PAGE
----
UBC Theses and Dissertations
Armed groups, child soldiers and the pursuit of legitimacy Plowright, William
In armed conflicts around the world, armed groups recruit child soldiers into their organisations to fill a wide range of roles. In response, transnational advocacy networks have been mobilised to name-and-shame such armed groups and seek an end to this humanitarian concern through asserting the norm against the use of child soldiers. Some armed groups respond to this advocacy, and demobilise their child soldiers, while others ignore international pressure. There is a puzzle here: why do some armed groups demobilize child soldiers, while others do not? What makes armed groups more or less responsive to advocacy? I argue that some armed groups are engaging with the child soldiers norm in order to gain legitimacy from international audiences. Evidence shows that the armed groups that do this are those who have a large domestic support base but are losing their armed struggle. Armed groups do not engage with the norm if they are winning their struggle, or if they are losing and do not have a large domestic support base. In order to demonstrate this theory, I present evidence from qualitative interview-based research conducted in Syria and Myanmar in 2012 and 2013. I show that in these two dramatically different conflicts, armed groups follow the same forms of behavior. In both cases, it is only when groups are losing but have support, that they will dialogue with transnational advocacy networks in order to engage with the child soldiers norm and acquire international legitimacy.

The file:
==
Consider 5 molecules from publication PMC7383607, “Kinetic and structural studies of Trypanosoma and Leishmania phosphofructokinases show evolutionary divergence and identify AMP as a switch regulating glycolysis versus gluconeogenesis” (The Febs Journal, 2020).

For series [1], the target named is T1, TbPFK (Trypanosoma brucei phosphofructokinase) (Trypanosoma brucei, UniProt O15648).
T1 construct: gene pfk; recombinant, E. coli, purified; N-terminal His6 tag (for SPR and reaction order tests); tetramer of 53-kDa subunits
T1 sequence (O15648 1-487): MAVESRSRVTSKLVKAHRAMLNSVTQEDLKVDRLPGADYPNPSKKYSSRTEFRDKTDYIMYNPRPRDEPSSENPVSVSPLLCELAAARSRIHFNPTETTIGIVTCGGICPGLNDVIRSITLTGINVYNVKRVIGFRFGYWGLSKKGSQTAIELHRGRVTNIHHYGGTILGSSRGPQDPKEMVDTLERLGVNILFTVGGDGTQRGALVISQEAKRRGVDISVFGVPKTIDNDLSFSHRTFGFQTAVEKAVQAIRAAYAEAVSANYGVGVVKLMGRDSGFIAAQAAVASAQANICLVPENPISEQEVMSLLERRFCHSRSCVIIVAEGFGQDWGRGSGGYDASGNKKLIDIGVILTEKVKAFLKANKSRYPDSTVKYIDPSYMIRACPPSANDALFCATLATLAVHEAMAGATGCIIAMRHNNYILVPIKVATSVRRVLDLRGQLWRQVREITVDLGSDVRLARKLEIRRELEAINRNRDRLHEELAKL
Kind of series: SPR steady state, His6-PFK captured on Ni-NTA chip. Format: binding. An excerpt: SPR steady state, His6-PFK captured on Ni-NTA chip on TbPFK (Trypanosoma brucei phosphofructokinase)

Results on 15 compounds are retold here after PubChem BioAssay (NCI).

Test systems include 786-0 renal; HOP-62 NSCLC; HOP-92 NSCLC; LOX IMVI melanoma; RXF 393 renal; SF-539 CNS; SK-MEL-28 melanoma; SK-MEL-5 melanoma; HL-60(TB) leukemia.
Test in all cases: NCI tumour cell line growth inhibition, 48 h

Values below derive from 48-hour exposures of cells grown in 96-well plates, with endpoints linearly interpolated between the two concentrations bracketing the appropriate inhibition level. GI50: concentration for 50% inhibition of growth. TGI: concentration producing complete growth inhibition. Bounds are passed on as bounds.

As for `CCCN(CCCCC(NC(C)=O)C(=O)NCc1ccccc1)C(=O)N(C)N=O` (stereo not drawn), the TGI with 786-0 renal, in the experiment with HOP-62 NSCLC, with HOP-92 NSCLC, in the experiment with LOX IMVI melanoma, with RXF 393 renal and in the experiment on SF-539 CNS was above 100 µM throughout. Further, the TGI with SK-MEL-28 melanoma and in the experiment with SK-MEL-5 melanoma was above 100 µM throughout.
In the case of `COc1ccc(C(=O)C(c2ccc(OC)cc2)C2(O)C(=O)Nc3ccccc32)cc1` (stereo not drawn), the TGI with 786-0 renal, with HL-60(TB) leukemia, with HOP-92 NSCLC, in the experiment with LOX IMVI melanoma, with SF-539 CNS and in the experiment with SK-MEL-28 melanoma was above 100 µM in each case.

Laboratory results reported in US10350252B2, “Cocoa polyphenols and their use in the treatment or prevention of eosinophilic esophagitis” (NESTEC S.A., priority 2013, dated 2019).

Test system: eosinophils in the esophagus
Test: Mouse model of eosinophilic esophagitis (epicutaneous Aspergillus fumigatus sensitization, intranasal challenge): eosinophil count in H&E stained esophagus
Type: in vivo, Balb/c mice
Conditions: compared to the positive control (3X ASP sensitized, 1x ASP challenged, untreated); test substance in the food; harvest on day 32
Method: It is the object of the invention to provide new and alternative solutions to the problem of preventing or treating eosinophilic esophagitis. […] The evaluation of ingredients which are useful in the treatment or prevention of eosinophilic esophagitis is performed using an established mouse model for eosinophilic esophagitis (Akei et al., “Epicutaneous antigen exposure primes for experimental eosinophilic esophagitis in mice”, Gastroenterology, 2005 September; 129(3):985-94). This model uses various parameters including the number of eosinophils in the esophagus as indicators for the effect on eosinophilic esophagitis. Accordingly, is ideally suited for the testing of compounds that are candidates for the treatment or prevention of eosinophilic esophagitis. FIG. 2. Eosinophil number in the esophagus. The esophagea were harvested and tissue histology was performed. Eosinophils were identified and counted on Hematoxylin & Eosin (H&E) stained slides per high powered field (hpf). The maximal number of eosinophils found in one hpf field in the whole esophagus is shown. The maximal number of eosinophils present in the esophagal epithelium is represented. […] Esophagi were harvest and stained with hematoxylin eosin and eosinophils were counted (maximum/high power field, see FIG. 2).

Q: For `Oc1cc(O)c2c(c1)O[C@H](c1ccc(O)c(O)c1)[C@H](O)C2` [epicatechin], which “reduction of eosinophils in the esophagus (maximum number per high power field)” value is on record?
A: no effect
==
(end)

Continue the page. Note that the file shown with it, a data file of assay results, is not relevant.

Item Citations and Data
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